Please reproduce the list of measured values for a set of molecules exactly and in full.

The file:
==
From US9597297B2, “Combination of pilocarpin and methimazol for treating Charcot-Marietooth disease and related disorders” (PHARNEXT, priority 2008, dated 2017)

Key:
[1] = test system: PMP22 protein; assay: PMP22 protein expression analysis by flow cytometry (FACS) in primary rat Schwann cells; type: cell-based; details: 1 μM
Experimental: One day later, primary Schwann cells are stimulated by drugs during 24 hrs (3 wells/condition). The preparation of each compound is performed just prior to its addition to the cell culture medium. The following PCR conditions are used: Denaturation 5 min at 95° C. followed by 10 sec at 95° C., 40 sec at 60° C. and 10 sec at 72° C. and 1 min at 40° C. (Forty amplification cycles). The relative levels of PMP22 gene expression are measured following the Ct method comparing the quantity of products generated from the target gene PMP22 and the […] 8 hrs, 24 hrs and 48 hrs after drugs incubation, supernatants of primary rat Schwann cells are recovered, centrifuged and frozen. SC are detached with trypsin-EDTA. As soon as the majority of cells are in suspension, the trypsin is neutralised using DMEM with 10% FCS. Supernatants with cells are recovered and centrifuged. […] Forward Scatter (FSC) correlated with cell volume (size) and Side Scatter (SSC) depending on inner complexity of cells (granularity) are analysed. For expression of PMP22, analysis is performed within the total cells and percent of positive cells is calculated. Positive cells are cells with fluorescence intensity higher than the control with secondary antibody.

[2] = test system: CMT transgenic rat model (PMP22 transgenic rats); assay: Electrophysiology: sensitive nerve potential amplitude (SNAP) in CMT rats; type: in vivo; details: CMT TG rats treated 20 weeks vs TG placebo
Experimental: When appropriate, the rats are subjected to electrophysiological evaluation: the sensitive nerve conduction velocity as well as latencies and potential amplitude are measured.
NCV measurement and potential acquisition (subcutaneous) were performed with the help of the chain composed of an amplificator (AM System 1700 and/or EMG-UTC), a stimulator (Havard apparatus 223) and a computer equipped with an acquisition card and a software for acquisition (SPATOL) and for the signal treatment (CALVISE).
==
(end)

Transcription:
From US9597297B2, “Combination of pilocarpin and methimazol for treating Charcot-Marietooth disease and related disorders” (PHARNEXT, priority 2008, dated 2017)

Key:
[1] = test system: PMP22 protein; assay: PMP22 protein expression analysis by flow cytometry (FACS) in primary rat Schwann cells; type: cell-based; details: 1 μM
Experimental: One day later, primary Schwann cells are stimulated by drugs during 24 hrs (3 wells/condition). The preparation of each compound is performed just prior to its addition to the cell culture medium. The following PCR conditions are used: Denaturation 5 min at 95° C. followed by 10 sec at 95° C., 40 sec at 60° C. and 10 sec at 72° C. and 1 min at 40° C. (Forty amplification cycles). The relative levels of PMP22 gene expression are measured following the Ct method comparing the quantity of products generated from the target gene PMP22 and the […] 8 hrs, 24 hrs and 48 hrs after drugs incubation, supernatants of primary rat Schwann cells are recovered, centrifuged and frozen. SC are detached with trypsin-EDTA. As soon as the majority of cells are in suspension, the trypsin is neutralised using DMEM with 10% FCS. Supernatants with cells are recovered and centrifuged. […] Forward Scatter (FSC) correlated with cell volume (size) and Side Scatter (SSC) depending on inner complexity of cells (granularity) are analysed. For expression of PMP22, analysis is performed within the total cells and percent of positive cells is calculated. Positive cells are cells with fluorescence intensity higher than the control with secondary antibody.

[2] = test system: CMT transgenic rat model (PMP22 transgenic rats); assay: Electrophysiology: sensitive nerve potential amplitude (SNAP) in CMT rats; type: in vivo; details: CMT TG rats treated 20 weeks vs TG placebo
Experimental: When appropriate, the rats are subjected to electrophysiological evaluation: the sensitive nerve conduction velocity as well as latencies and potential amplitude are measured.
NCV measurement and potential acquisition (subcutaneous) were performed with the help of the chain composed of an amplificator (AM System 1700 and/or EMG-UTC), a stimulator (Havard apparatus 223) and a computer equipped with an acquisition card and a software for acquisition (SPATOL) and for the signal treatment (CALVISE).